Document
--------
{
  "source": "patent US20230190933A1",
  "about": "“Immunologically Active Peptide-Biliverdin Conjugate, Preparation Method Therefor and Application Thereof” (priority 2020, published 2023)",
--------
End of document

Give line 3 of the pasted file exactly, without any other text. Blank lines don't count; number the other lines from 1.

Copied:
  "about": "“Immunologically Active Peptide-Biliverdin Conjugate, Preparation Method Therefor and Application Thereof” (priority 2020, published 2023)",